seeks to build security concepts at the early phases
of the development lifecycle.
As it is described in
Figure 1, the Unified Process
(UP) (Booch, Rumbaugh et al. 1999) lifecycle is
divided into a sequence of phases, and each phase
may include many iterations. Each iteration is like a
mini-project and it may contain all the core
workflows (requirements, analysis, design,
implementation, and test), but with different
emphasis depending on where the iteration is in the
lifecycle. Moreover, the core of SREP is a micro-
process, made up of nine activities which are
repeatedly performed at each iteration throughout
the iterative and incremental development, but also
with different emphasis depending on what phase of
the lifecycle the iteration is in. Thus, the model
chosen for SREP is iterative and incremental, and
the security requirements evolve along the lifecycle.
At the same time, the CC Components are
introduced into the software lifecycle, so that SREP
uses different CC Components according to the
phase, although the Software Quality Assurance
(SQA) activities are performed along all the phases
of the software development lifecycle. And it is in
these SQA activities where the CC Assurance
Requirements might be incorporated into, according
to (Kam 2005).
In addition, it facilitates the requirements
reusability. The purpose of development with
requirements reuse is to identify descriptions of
systems that could be used (either totally or
partially) with a minimal number of modifications,
thus reducing the total effort of development
(Cybulsky and Reed 2000). Moreover, reusing
security requirements helps us increase their quality:
inconsistency, errors, ambiguity and other problems
can be detected and corrected for an improved use in
subsequent projects (Toval, Nicolás et al. 2001).
Thereby, it will guarantee us the fastest possible
development cycles based on proven solutions.
Figure 1: SREP overview.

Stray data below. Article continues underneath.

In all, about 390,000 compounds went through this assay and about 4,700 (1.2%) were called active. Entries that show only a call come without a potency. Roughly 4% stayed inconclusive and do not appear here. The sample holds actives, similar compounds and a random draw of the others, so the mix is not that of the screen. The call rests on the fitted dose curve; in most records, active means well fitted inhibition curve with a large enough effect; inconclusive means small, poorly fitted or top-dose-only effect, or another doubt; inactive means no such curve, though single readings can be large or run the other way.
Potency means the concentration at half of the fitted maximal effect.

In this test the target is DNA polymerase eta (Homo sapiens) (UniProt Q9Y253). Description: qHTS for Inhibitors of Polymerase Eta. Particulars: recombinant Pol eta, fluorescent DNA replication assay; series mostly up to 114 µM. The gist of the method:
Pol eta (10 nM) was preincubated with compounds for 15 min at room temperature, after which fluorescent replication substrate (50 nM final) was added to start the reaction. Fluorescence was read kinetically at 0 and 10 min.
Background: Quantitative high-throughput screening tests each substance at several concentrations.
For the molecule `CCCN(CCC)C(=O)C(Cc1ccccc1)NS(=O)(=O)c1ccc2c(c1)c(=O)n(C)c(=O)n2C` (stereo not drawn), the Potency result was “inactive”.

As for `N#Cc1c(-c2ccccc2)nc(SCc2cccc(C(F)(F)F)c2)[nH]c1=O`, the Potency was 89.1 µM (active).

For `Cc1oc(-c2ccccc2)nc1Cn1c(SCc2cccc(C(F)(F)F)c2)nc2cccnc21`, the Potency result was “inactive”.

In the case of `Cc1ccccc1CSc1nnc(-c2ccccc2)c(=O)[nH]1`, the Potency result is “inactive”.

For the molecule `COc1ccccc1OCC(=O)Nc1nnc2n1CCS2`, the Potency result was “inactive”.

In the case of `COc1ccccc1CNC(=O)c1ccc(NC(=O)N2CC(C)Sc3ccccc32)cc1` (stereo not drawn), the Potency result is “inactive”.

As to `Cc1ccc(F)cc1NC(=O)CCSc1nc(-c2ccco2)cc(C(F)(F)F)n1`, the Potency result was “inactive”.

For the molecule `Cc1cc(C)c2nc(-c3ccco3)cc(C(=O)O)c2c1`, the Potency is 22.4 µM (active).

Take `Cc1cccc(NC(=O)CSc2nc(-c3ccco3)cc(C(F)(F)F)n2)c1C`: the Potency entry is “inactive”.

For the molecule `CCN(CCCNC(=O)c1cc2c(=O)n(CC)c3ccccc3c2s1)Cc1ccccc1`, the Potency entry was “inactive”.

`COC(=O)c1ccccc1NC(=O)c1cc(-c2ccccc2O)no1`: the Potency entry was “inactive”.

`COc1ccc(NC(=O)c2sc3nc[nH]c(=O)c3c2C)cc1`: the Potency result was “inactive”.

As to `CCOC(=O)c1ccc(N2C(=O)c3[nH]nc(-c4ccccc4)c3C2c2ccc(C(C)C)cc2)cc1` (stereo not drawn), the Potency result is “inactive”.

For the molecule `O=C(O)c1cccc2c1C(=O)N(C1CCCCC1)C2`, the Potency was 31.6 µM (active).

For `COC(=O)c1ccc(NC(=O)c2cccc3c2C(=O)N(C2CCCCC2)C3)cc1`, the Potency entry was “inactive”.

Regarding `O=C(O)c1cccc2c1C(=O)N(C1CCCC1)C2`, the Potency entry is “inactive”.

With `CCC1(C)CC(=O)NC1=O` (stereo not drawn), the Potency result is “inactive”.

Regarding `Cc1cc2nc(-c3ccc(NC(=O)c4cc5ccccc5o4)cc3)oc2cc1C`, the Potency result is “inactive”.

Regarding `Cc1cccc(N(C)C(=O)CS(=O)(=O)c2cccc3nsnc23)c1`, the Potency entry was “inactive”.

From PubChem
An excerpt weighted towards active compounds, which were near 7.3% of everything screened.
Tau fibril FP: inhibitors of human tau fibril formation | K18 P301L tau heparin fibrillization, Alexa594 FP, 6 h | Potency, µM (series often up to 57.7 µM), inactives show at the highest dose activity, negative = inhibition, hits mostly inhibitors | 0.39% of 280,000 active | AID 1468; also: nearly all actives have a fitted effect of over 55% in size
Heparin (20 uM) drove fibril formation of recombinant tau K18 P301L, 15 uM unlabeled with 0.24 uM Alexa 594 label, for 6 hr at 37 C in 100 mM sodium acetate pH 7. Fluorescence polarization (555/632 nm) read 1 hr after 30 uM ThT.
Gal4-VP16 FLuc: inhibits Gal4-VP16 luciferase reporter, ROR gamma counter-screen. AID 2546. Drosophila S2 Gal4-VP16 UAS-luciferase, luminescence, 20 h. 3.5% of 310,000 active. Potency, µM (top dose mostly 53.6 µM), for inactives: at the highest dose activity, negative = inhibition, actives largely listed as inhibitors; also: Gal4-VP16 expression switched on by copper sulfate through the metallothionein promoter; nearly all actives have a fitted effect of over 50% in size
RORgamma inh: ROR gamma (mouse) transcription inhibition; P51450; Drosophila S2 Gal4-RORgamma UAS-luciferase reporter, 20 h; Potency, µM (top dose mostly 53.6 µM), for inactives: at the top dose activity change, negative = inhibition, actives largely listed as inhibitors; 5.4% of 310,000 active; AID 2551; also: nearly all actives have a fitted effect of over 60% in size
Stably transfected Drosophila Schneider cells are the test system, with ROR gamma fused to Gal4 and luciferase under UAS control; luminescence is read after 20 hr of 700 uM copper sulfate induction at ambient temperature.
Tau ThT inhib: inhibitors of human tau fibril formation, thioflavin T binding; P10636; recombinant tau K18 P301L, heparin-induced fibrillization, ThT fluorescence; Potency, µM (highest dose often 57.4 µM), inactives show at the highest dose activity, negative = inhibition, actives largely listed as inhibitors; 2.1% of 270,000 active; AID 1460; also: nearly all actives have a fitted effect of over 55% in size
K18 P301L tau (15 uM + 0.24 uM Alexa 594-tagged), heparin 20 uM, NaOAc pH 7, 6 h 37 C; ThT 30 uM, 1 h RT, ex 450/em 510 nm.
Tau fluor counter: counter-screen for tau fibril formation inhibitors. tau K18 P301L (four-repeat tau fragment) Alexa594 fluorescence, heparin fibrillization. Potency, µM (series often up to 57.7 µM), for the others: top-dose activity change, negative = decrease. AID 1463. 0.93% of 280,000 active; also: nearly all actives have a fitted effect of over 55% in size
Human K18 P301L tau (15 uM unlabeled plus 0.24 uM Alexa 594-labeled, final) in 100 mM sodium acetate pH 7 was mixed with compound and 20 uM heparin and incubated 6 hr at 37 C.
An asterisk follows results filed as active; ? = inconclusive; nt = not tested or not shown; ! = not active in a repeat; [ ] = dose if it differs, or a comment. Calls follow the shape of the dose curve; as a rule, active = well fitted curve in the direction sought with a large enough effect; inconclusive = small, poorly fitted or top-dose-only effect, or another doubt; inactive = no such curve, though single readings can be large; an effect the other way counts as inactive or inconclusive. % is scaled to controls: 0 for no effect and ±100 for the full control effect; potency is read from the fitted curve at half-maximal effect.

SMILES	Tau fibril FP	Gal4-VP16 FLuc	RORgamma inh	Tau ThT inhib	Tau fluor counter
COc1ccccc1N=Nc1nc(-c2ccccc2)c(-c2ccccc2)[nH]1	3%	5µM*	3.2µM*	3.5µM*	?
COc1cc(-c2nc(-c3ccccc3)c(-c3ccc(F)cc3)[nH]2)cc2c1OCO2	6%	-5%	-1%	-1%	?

Figure 2: Meta-model for security resources repository.
2.1 The Security Resources
We propose a Security Resources Repository (SRR),
which stores all the reusable elements. The
repository, as SIREN (Toval, Nicolás et al. 2001)
approach, supports the concepts of domains and
profiles. We propose to implement the domains and
profiles by taking advantage of the CC concepts of
packages and Protection Profiles (PP). Thus, the
requirements are stored as standardized subsets of
specific security requirements together with its
related elements of the SRR (threats, etc.). In brief,
each domain or profile is a view of the global SRR.
A meta-model, which is an extension of the
meta-model for repository proposed by (Sindre,
Firesmith et al. 2003), showing the organization of
the SRR is exposed below in Fig. 2. The dark
background in the objects represents our
contribution to the meta-model.
Finally, according to ISO/IEC 17799:2005, we
propose to include legal, statutory, regulatory, and
contractual requirements that the organization, its
trading partners, contractors, and service providers
have to satisfy, and their socio-cultural environment.
After converting these requirements into software
and system requirements format, these requirements
along with the CC security functional requirements
would be the initial subset of security requirements
of the SRR.
In our present so-called Information Society the
Information Security is usually only tackled from a
technical viewpoint at the implementation stage,
even though it is an important aspect. We believe it
is fundamental to deal with security at all stages of
IS development, especially in the establishment of
security requirements, since these form the basis for
the achievement of a robust IS.
Consequently, we present an approach that deals
with the security requirements at the first stages of
software development in a systematic and intuitive
way, which is based on the reuse of security
requirements, by providing a Security Resources
Repository (SRR), together with the integration of
the Common Criteria into software lifecycle model.
Moreover, it conforms to ISO/IEC 15408 and
ISO/IEC 17799:2005. Starting from the concept of
iterative software construction, we propose a micro-
process for the security requirements analysis, made
up of nine activities, which are repeatedly performed
at each iteration throughout the iterative and
incremental development, but with different
emphasis depending on where the iteration is in the
lifecycle. Finally, one of the most relevant aspects is
the fact that this proposal integrates other
approaches, such as UMLSec (Popp, Jürjens et al.
2003), security use cases (Firesmith 2003) or misuse
cases (Sindre, Firesmith et al. 2003).
Further work is also needed to provide a CARE
(Computer-Aided Requirements Engineering) tool
which supports the process, as well as a refinement
of the theoretical approach by proving it with a real
SECURE INFORMATION SYSTEMS DEVELOPMENT - Based on a Security Requirements Engineering Process
case study in order to complete and detail more
This paper has been produced in the context of the
DIMENSIONS (PBC-05-012-2) Project of the
Consejería de Ciencia y Tecnología de la Junta de
Comunidades de Castilla- La Mancha along with
FEDER and the CALIPO (TIC2003-07804-CO5-03)
and RETISTIC (TIC2002-12487-E) projects of the
Dirección General de Investigación del Ministerio
de Ciencia y Tecnología.